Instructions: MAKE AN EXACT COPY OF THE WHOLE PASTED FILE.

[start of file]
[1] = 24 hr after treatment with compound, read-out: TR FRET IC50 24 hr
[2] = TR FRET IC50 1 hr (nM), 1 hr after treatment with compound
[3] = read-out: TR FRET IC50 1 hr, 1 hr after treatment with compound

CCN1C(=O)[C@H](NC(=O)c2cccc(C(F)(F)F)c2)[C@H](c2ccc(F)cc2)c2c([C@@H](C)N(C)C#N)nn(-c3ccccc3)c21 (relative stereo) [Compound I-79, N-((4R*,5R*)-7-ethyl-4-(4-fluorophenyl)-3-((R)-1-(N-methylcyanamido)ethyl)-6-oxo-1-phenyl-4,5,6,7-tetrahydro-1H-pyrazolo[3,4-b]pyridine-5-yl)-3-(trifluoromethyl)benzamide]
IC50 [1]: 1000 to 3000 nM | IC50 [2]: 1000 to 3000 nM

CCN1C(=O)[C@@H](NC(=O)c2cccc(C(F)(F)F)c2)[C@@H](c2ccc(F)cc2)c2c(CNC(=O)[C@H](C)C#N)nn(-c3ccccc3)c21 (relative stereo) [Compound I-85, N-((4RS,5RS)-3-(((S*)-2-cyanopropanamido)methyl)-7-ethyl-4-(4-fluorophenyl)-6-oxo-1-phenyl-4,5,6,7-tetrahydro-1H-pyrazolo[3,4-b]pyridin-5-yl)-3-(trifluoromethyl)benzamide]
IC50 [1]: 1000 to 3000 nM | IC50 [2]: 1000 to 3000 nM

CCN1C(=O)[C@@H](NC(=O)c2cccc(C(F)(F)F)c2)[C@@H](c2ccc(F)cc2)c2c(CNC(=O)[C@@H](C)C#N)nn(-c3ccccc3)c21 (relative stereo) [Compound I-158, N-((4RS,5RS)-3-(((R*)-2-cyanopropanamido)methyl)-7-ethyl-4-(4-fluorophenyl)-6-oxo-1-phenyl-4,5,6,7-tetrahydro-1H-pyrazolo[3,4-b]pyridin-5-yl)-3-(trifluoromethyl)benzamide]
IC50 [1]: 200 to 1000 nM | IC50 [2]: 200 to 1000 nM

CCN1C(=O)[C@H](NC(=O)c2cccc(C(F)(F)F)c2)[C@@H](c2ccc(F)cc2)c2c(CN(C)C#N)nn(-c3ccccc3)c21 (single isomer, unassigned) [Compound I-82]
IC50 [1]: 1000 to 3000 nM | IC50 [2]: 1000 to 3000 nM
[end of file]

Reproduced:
[1] = 24 hr after treatment with compound, read-out: TR FRET IC50 24 hr
[2] = TR FRET IC50 1 hr (nM), 1 hr after treatment with compound
[3] = read-out: TR FRET IC50 1 hr, 1 hr after treatment with compound

CCN1C(=O)[C@H](NC(=O)c2cccc(C(F)(F)F)c2)[C@H](c2ccc(F)cc2)c2c([C@@H](C)N(C)C#N)nn(-c3ccccc3)c21 (relative stereo) [Compound I-79, N-((4R*,5R*)-7-ethyl-4-(4-fluorophenyl)-3-((R)-1-(N-methylcyanamido)ethyl)-6-oxo-1-phenyl-4,5,6,7-tetrahydro-1H-pyrazolo[3,4-b]pyridine-5-yl)-3-(trifluoromethyl)benzamide]
IC50 [1]: 1000 to 3000 nM | IC50 [2]: 1000 to 3000 nM

CCN1C(=O)[C@@H](NC(=O)c2cccc(C(F)(F)F)c2)[C@@H](c2ccc(F)cc2)c2c(CNC(=O)[C@H](C)C#N)nn(-c3ccccc3)c21 (relative stereo) [Compound I-85, N-((4RS,5RS)-3-(((S*)-2-cyanopropanamido)methyl)-7-ethyl-4-(4-fluorophenyl)-6-oxo-1-phenyl-4,5,6,7-tetrahydro-1H-pyrazolo[3,4-b]pyridin-5-yl)-3-(trifluoromethyl)benzamide]
IC50 [1]: 1000 to 3000 nM | IC50 [2]: 1000 to 3000 nM

CCN1C(=O)[C@@H](NC(=O)c2cccc(C(F)(F)F)c2)[C@@H](c2ccc(F)cc2)c2c(CNC(=O)[C@@H](C)C#N)nn(-c3ccccc3)c21 (relative stereo) [Compound I-158, N-((4RS,5RS)-3-(((R*)-2-cyanopropanamido)methyl)-7-ethyl-4-(4-fluorophenyl)-6-oxo-1-phenyl-4,5,6,7-tetrahydro-1H-pyrazolo[3,4-b]pyridin-5-yl)-3-(trifluoromethyl)benzamide]
IC50 [1]: 200 to 1000 nM | IC50 [2]: 200 to 1000 nM

CCN1C(=O)[C@H](NC(=O)c2cccc(C(F)(F)F)c2)[C@@H](c2ccc(F)cc2)c2c(CN(C)C#N)nn(-c3ccccc3)c21 (single isomer, unassigned) [Compound I-82]
IC50 [1]: 1000 to 3000 nM | IC50 [2]: 1000 to 3000 nM